Is Sugar the Real Culprit for Hyperactivity Amongst Kids?

Several studies have suggested that excessive intake of sugar can cause hyperactivity in children. However, Kristi L. King, a senior pediatric dietitian at Texas Children’s Hospital and spokeswoman for the Academy of Nutrition and Dietetics, said that there is no evidence to suggest that sugar makes kids hyper, but it also cannot be completely ignored because sugar may have some slight effect on children’s behavior.

Some children may be more sensitive to blood sugar spikes than others. This means they are more likely to become stimulated when with sugar intake.

According to Jill Castle, a registered dietitian and childhood nutrition expert, a minor percentage of children with attention-deficit hyperactivity disorder may be more responsive to sugar, and their behavior changes when they eat it. She said such children could become more aggressive or hyperactive. She said that reducing sugar intake in the diet can be helpful for such children.

Castle said that nutrition is such an individual affair and it’s difficult to determine for sure whether or not there is a link between sugar and hyperactivity amongst all children as no one child is an exact copy of another.

The impression of a link between sugar and hyper kids goes back to the 1970s when the Feingold diet was prescribed by doctors to alleviate symptoms of ADHD. This diet may have led people to perceive that sugar is to be blamed for kids’ aggressive behavior.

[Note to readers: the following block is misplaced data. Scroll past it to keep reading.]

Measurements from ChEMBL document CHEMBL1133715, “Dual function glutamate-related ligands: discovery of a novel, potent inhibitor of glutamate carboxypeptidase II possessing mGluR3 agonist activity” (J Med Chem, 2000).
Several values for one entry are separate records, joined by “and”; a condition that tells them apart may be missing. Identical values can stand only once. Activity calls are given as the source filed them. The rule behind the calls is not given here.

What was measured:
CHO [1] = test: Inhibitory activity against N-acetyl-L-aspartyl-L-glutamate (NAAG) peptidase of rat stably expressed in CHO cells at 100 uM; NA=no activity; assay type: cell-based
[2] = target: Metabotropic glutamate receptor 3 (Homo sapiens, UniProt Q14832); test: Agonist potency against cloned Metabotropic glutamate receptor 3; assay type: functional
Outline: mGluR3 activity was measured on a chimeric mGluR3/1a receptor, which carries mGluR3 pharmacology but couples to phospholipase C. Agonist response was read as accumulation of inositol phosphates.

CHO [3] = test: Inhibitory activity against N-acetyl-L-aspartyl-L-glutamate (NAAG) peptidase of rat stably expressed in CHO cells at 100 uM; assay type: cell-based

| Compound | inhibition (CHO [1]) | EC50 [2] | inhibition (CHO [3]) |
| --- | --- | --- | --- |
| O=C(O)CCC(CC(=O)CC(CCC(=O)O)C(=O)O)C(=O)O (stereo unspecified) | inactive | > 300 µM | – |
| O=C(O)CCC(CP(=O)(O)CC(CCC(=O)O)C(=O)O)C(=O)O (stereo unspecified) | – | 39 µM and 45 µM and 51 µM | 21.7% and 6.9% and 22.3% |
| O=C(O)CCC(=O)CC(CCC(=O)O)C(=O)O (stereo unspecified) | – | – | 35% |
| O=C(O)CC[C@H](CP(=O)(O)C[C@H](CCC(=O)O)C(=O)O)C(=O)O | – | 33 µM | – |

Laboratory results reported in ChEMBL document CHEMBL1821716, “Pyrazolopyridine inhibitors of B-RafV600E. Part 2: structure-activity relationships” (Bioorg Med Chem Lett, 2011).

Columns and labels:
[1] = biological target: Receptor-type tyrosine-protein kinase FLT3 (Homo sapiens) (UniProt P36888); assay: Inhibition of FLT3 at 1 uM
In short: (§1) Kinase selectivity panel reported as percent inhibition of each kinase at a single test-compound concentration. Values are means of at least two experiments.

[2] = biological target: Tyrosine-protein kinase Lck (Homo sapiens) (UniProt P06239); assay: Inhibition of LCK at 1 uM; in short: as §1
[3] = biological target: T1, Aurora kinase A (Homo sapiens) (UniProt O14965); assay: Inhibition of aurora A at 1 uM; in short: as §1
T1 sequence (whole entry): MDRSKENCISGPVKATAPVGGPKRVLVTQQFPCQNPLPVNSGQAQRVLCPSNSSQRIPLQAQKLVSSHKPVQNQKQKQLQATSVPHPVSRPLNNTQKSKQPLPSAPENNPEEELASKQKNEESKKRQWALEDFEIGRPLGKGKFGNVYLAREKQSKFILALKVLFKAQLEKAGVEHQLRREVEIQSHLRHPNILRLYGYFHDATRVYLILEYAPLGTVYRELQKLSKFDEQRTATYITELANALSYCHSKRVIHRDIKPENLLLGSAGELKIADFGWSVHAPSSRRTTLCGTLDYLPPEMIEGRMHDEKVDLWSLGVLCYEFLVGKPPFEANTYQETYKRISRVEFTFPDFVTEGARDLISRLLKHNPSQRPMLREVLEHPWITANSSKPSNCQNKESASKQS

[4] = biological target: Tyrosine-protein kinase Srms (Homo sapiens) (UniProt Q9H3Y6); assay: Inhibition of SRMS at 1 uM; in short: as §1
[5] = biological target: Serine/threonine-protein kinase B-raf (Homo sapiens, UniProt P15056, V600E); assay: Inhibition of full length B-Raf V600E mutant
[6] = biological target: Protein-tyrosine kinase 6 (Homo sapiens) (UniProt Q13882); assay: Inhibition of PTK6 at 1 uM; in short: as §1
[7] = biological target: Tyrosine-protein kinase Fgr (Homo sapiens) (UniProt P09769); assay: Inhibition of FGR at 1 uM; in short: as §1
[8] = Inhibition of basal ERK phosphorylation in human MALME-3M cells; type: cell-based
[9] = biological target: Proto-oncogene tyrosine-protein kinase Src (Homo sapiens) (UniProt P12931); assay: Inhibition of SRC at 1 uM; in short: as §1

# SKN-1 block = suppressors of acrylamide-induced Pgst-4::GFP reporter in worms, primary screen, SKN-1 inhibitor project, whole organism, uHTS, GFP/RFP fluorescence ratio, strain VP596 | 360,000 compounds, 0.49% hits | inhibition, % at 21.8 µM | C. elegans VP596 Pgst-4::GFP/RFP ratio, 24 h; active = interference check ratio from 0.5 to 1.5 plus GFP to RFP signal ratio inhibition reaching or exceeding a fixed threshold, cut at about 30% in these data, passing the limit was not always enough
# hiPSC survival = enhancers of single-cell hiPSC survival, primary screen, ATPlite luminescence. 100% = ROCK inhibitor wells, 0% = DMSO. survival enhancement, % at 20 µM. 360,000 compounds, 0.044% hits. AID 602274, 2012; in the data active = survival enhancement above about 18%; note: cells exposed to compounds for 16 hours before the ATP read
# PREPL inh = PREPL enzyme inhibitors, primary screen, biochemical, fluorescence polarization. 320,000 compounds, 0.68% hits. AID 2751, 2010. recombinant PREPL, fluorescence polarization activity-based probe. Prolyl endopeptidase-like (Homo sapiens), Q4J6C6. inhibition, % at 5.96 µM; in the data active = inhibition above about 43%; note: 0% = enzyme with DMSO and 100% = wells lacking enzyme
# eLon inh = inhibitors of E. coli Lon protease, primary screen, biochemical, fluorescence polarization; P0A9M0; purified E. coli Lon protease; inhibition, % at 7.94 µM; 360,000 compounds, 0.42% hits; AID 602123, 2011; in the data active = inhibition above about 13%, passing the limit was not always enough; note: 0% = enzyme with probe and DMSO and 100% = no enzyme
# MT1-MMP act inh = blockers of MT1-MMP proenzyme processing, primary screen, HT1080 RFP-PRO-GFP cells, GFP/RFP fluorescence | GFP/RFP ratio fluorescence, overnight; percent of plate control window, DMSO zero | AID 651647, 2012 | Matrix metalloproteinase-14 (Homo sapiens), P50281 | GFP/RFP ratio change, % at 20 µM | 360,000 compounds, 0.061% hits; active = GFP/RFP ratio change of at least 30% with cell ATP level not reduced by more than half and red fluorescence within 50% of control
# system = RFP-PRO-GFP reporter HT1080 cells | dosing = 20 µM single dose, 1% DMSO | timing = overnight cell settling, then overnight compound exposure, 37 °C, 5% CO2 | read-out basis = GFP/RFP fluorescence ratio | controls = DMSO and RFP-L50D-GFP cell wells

In a study from the 1990s, scientists gave children a drink containing an alternative for sugar. One group of moms was told that their kids were drinking a high-sugar drink; the other group was told the truth, that their kids were consuming a sugar substitute. Mothers who were told that their kids consumed sugar rated their kids as more hyperactive, even though they didn’t consume any sugar.

King said that just the idea that their kids were consuming sugar caused moms to perceive their children as being more restless and hyper.

Although most kids don’t have sensitivity towards sugar, that does not mean sugar is good for their health. Sugary foods and beverages deliver calories without any nutrients. Also, a diet high in extra sugars throughout childhood is linked to the increased risk of cardiovascular diseases, such as obesity and elevated blood pressure in children and young adults.

The American Heart Association recommends children between ages 2 to 18 consume less than 6 teaspoons of added sugars daily.

It is important for parents to look at ways to cut back on sweets for your children. Some ways to do so is by establishing routine meals and snacks on a schedule. When consuming foods with added sugar, it is important to pair them with protein or fiber. This will help control the blood sugar levels, and it optimizes satiety

Experts suggest including a treat as part of a snack on special occasions. Castle and King suggest combinations such as cookies with milk or chocolate with nut butter on crackers or ice cream with nuts or oatmeal crumble topping